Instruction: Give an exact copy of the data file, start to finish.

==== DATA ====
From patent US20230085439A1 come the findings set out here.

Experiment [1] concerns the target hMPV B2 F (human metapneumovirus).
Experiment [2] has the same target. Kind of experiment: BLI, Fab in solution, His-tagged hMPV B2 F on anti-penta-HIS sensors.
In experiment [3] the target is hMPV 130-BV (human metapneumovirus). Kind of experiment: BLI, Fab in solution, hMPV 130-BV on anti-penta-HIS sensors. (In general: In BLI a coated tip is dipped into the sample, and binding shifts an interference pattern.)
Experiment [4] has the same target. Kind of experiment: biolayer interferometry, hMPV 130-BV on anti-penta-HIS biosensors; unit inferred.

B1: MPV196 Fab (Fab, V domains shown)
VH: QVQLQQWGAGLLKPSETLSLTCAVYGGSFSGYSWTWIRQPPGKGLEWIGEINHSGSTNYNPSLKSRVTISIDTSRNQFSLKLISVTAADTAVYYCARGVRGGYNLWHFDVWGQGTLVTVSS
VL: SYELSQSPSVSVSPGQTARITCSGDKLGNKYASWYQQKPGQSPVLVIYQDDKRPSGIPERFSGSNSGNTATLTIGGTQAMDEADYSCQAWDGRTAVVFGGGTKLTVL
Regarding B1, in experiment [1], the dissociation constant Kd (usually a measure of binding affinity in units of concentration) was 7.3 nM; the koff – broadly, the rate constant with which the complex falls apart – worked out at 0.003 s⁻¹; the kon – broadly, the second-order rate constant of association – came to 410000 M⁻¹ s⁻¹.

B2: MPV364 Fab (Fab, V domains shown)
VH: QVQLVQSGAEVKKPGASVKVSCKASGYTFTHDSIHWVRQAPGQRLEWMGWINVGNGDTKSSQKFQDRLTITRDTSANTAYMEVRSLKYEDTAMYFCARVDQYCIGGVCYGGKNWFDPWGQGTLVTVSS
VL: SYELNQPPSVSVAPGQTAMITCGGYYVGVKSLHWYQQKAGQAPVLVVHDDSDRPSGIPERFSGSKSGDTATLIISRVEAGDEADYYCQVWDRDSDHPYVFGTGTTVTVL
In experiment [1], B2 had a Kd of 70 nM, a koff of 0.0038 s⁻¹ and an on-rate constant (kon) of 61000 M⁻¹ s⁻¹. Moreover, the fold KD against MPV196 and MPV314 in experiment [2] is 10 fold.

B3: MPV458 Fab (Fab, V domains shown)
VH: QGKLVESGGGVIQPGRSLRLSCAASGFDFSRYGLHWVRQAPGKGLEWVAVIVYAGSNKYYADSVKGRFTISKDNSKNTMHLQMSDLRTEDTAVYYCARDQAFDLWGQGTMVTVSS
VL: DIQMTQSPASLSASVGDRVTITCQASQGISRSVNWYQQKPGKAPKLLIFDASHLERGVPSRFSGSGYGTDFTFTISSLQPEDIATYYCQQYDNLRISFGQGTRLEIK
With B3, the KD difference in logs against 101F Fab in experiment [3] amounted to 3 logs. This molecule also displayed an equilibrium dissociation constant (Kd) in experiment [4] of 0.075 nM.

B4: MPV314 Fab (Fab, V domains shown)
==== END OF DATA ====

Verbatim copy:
From patent US20230085439A1 come the findings set out here.

Experiment [1] concerns the target hMPV B2 F (human metapneumovirus).
Experiment [2] has the same target. Kind of experiment: BLI, Fab in solution, His-tagged hMPV B2 F on anti-penta-HIS sensors.
In experiment [3] the target is hMPV 130-BV (human metapneumovirus). Kind of experiment: BLI, Fab in solution, hMPV 130-BV on anti-penta-HIS sensors. (In general: In BLI a coated tip is dipped into the sample, and binding shifts an interference pattern.)
Experiment [4] has the same target. Kind of experiment: biolayer interferometry, hMPV 130-BV on anti-penta-HIS biosensors; unit inferred.

B1: MPV196 Fab (Fab, V domains shown)
VH: QVQLQQWGAGLLKPSETLSLTCAVYGGSFSGYSWTWIRQPPGKGLEWIGEINHSGSTNYNPSLKSRVTISIDTSRNQFSLKLISVTAADTAVYYCARGVRGGYNLWHFDVWGQGTLVTVSS
VL: SYELSQSPSVSVSPGQTARITCSGDKLGNKYASWYQQKPGQSPVLVIYQDDKRPSGIPERFSGSNSGNTATLTIGGTQAMDEADYSCQAWDGRTAVVFGGGTKLTVL
Regarding B1, in experiment [1], the dissociation constant Kd (usually a measure of binding affinity in units of concentration) was 7.3 nM; the koff – broadly, the rate constant with which the complex falls apart – worked out at 0.003 s⁻¹; the kon – broadly, the second-order rate constant of association – came to 410000 M⁻¹ s⁻¹.

B2: MPV364 Fab (Fab, V domains shown)
VH: QVQLVQSGAEVKKPGASVKVSCKASGYTFTHDSIHWVRQAPGQRLEWMGWINVGNGDTKSSQKFQDRLTITRDTSANTAYMEVRSLKYEDTAMYFCARVDQYCIGGVCYGGKNWFDPWGQGTLVTVSS
VL: SYELNQPPSVSVAPGQTAMITCGGYYVGVKSLHWYQQKAGQAPVLVVHDDSDRPSGIPERFSGSKSGDTATLIISRVEAGDEADYYCQVWDRDSDHPYVFGTGTTVTVL
In experiment [1], B2 had a Kd of 70 nM, a koff of 0.0038 s⁻¹ and an on-rate constant (kon) of 61000 M⁻¹ s⁻¹. Moreover, the fold KD against MPV196 and MPV314 in experiment [2] is 10 fold.

B3: MPV458 Fab (Fab, V domains shown)
VH: QGKLVESGGGVIQPGRSLRLSCAASGFDFSRYGLHWVRQAPGKGLEWVAVIVYAGSNKYYADSVKGRFTISKDNSKNTMHLQMSDLRTEDTAVYYCARDQAFDLWGQGTMVTVSS
VL: DIQMTQSPASLSASVGDRVTITCQASQGISRSVNWYQQKPGKAPKLLIFDASHLERGVPSRFSGSGYGTDFTFTISSLQPEDIATYYCQQYDNLRISFGQGTRLEIK
With B3, the KD difference in logs against 101F Fab in experiment [3] amounted to 3 logs. This molecule also displayed an equilibrium dissociation constant (Kd) in experiment [4] of 0.075 nM.

B4: MPV314 Fab (Fab, V domains shown)